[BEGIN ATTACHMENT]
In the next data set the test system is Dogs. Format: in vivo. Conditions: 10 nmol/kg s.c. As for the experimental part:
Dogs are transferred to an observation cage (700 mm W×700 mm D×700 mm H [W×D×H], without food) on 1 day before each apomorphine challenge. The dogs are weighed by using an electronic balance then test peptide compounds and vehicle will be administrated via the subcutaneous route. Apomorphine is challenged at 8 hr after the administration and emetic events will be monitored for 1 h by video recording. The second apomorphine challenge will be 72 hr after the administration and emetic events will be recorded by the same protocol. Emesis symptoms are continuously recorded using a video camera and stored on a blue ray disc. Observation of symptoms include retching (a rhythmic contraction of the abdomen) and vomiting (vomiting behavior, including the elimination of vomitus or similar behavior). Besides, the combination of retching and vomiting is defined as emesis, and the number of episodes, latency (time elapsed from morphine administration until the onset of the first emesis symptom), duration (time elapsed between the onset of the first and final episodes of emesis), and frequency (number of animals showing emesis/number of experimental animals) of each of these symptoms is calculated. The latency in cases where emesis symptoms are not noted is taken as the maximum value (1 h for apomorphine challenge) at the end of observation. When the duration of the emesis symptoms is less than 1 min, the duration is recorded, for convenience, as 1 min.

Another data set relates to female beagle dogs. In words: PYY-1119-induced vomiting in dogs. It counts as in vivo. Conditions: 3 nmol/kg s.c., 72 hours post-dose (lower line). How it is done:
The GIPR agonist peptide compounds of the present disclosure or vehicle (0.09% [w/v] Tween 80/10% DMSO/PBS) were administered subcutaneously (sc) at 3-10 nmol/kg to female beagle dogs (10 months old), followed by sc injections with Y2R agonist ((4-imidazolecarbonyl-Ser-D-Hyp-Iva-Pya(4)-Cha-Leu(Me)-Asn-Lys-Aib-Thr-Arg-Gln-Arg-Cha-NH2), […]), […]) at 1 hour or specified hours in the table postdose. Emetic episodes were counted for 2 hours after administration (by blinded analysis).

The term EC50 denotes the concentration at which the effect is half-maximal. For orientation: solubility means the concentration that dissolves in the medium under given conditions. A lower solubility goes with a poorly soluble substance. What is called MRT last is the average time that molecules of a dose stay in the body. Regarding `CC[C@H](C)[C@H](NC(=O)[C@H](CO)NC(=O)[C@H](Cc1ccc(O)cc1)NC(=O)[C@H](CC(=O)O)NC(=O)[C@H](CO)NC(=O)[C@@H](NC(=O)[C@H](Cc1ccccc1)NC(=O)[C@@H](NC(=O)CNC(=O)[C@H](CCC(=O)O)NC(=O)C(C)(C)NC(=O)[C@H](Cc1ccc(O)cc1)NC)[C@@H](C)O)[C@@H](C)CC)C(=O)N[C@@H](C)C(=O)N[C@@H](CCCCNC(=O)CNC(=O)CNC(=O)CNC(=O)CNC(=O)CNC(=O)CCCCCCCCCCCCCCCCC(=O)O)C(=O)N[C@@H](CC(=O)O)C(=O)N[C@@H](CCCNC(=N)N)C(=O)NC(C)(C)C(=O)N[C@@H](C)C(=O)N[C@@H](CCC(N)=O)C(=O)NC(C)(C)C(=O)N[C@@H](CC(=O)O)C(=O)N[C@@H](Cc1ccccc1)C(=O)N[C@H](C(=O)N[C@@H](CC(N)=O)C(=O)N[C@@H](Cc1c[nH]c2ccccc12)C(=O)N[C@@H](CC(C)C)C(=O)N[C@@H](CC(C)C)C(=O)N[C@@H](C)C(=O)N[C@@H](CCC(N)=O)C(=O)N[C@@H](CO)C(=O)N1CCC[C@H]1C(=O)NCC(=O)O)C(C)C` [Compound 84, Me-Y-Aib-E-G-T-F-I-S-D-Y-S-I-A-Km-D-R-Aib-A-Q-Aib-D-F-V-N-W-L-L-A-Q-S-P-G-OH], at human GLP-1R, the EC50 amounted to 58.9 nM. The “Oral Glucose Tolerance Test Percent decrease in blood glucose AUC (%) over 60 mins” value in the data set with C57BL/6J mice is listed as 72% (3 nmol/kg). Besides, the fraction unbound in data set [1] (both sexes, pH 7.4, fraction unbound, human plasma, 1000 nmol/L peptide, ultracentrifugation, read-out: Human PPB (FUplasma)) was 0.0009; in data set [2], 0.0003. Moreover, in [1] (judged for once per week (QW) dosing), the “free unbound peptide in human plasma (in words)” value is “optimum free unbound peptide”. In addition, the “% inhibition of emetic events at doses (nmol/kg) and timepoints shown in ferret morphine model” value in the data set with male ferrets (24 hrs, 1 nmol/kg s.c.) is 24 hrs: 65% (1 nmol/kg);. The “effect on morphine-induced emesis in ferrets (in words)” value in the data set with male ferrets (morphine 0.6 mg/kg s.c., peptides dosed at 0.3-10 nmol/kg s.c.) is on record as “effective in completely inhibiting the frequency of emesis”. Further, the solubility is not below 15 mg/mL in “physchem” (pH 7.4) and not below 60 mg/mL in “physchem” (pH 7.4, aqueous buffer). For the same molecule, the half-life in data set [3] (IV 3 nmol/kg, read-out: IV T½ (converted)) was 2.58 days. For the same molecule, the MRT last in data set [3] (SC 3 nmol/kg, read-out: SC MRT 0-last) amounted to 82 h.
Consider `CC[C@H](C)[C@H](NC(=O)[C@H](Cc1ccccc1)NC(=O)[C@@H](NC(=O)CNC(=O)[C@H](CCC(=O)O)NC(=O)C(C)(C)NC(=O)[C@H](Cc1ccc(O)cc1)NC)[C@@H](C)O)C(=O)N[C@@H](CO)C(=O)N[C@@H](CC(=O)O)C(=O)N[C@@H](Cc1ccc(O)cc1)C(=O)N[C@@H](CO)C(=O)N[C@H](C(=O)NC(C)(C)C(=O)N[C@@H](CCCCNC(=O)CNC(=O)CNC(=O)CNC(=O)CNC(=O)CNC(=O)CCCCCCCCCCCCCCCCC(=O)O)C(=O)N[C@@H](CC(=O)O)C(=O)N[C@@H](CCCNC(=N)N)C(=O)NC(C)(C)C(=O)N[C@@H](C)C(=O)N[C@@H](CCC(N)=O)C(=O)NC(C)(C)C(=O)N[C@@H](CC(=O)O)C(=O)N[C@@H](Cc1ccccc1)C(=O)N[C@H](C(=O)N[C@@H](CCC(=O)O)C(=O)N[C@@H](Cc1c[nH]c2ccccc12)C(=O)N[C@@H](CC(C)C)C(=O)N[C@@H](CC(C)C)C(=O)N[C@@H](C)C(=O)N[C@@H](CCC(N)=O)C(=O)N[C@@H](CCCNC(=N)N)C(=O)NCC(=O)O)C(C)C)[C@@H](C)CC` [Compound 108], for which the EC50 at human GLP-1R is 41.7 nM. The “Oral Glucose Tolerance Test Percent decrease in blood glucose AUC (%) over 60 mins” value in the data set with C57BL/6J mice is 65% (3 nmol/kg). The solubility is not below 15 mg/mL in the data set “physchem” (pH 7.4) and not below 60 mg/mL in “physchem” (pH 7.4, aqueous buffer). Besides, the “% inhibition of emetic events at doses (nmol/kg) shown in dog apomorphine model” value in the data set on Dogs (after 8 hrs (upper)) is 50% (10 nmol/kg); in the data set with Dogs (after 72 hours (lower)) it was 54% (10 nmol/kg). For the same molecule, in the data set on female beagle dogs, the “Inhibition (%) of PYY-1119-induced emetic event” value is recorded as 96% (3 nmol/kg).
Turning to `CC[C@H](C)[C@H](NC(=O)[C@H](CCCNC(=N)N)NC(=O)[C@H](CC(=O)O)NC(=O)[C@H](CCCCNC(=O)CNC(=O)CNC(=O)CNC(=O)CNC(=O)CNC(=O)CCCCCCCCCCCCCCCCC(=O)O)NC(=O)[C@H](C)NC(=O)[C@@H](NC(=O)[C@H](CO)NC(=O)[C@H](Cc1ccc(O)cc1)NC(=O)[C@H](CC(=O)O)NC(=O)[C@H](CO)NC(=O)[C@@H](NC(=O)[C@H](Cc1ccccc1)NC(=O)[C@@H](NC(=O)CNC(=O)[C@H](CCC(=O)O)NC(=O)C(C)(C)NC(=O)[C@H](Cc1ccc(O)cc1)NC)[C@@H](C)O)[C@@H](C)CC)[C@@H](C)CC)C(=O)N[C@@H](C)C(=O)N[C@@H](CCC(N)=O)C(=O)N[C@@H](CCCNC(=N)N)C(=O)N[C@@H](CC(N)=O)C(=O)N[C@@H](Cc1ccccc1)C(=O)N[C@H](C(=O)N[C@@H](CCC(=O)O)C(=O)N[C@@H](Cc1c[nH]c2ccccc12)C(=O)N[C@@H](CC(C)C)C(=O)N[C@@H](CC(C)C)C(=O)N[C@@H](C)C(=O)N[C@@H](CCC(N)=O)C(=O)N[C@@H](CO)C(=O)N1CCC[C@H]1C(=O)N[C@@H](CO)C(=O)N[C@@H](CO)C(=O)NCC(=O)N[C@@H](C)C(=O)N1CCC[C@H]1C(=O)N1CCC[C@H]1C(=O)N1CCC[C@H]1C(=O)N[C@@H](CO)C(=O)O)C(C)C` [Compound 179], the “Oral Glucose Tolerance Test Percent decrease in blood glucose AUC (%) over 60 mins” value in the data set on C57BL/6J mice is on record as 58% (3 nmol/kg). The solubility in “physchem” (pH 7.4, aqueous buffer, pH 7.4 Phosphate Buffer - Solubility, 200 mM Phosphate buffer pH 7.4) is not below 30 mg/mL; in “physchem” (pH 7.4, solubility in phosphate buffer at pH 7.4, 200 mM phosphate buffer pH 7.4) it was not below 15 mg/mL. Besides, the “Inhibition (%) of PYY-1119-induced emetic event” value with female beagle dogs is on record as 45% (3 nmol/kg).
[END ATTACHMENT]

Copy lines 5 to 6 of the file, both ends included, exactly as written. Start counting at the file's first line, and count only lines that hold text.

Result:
The term EC50 denotes the concentration at which the effect is half-maximal. For orientation: solubility means the concentration that dissolves in the medium under given conditions. A lower solubility goes with a poorly soluble substance. What is called MRT last is the average time that molecules of a dose stay in the body. Regarding `CC[C@H](C)[C@H](NC(=O)[C@H](CO)NC(=O)[C@H](Cc1ccc(O)cc1)NC(=O)[C@H](CC(=O)O)NC(=O)[C@H](CO)NC(=O)[C@@H](NC(=O)[C@H](Cc1ccccc1)NC(=O)[C@@H](NC(=O)CNC(=O)[C@H](CCC(=O)O)NC(=O)C(C)(C)NC(=O)[C@H](Cc1ccc(O)cc1)NC)[C@@H](C)O)[C@@H](C)CC)C(=O)N[C@@H](C)C(=O)N[C@@H](CCCCNC(=O)CNC(=O)CNC(=O)CNC(=O)CNC(=O)CNC(=O)CCCCCCCCCCCCCCCCC(=O)O)C(=O)N[C@@H](CC(=O)O)C(=O)N[C@@H](CCCNC(=N)N)C(=O)NC(C)(C)C(=O)N[C@@H](C)C(=O)N[C@@H](CCC(N)=O)C(=O)NC(C)(C)C(=O)N[C@@H](CC(=O)O)C(=O)N[C@@H](Cc1ccccc1)C(=O)N[C@H](C(=O)N[C@@H](CC(N)=O)C(=O)N[C@@H](Cc1c[nH]c2ccccc12)C(=O)N[C@@H](CC(C)C)C(=O)N[C@@H](CC(C)C)C(=O)N[C@@H](C)C(=O)N[C@@H](CCC(N)=O)C(=O)N[C@@H](CO)C(=O)N1CCC[C@H]1C(=O)NCC(=O)O)C(C)C` [Compound 84, Me-Y-Aib-E-G-T-F-I-S-D-Y-S-I-A-Km-D-R-Aib-A-Q-Aib-D-F-V-N-W-L-L-A-Q-S-P-G-OH], at human GLP-1R, the EC50 amounted to 58.9 nM. The “Oral Glucose Tolerance Test Percent decrease in blood glucose AUC (%) over 60 mins” value in the data set with C57BL/6J mice is listed as 72% (3 nmol/kg). Besides, the fraction unbound in data set [1] (both sexes, pH 7.4, fraction unbound, human plasma, 1000 nmol/L peptide, ultracentrifugation, read-out: Human PPB (FUplasma)) was 0.0009; in data set [2], 0.0003. Moreover, in [1] (judged for once per week (QW) dosing), the “free unbound peptide in human plasma (in words)” value is “optimum free unbound peptide”. In addition, the “% inhibition of emetic events at doses (nmol/kg) and timepoints shown in ferret morphine model” value in the data set with male ferrets (24 hrs, 1 nmol/kg s.c.) is 24 hrs: 65% (1 nmol/kg);. The “effect on morphine-induced emesis in ferrets (in words)” value in the data set with male ferrets (morphine 0.6 mg/kg s.c., peptides dosed at 0.3-10 nmol/kg s.c.) is on record as “effective in completely inhibiting the frequency of emesis”. Further, the solubility is not below 15 mg/mL in “physchem” (pH 7.4) and not below 60 mg/mL in “physchem” (pH 7.4, aqueous buffer). For the same molecule, the half-life in data set [3] (IV 3 nmol/kg, read-out: IV T½ (converted)) was 2.58 days. For the same molecule, the MRT last in data set [3] (SC 3 nmol/kg, read-out: SC MRT 0-last) amounted to 82 h.
Consider `CC[C@H](C)[C@H](NC(=O)[C@H](Cc1ccccc1)NC(=O)[C@@H](NC(=O)CNC(=O)[C@H](CCC(=O)O)NC(=O)C(C)(C)NC(=O)[C@H](Cc1ccc(O)cc1)NC)[C@@H](C)O)C(=O)N[C@@H](CO)C(=O)N[C@@H](CC(=O)O)C(=O)N[C@@H](Cc1ccc(O)cc1)C(=O)N[C@@H](CO)C(=O)N[C@H](C(=O)NC(C)(C)C(=O)N[C@@H](CCCCNC(=O)CNC(=O)CNC(=O)CNC(=O)CNC(=O)CNC(=O)CCCCCCCCCCCCCCCCC(=O)O)C(=O)N[C@@H](CC(=O)O)C(=O)N[C@@H](CCCNC(=N)N)C(=O)NC(C)(C)C(=O)N[C@@H](C)C(=O)N[C@@H](CCC(N)=O)C(=O)NC(C)(C)C(=O)N[C@@H](CC(=O)O)C(=O)N[C@@H](Cc1ccccc1)C(=O)N[C@H](C(=O)N[C@@H](CCC(=O)O)C(=O)N[C@@H](Cc1c[nH]c2ccccc12)C(=O)N[C@@H](CC(C)C)C(=O)N[C@@H](CC(C)C)C(=O)N[C@@H](C)C(=O)N[C@@H](CCC(N)=O)C(=O)N[C@@H](CCCNC(=N)N)C(=O)NCC(=O)O)C(C)C)[C@@H](C)CC` [Compound 108], for which the EC50 at human GLP-1R is 41.7 nM. The “Oral Glucose Tolerance Test Percent decrease in blood glucose AUC (%) over 60 mins” value in the data set with C57BL/6J mice is 65% (3 nmol/kg). The solubility is not below 15 mg/mL in the data set “physchem” (pH 7.4) and not below 60 mg/mL in “physchem” (pH 7.4, aqueous buffer). Besides, the “% inhibition of emetic events at doses (nmol/kg) shown in dog apomorphine model” value in the data set on Dogs (after 8 hrs (upper)) is 50% (10 nmol/kg); in the data set with Dogs (after 72 hours (lower)) it was 54% (10 nmol/kg). For the same molecule, in the data set on female beagle dogs, the “Inhibition (%) of PYY-1119-induced emetic event” value is recorded as 96% (3 nmol/kg).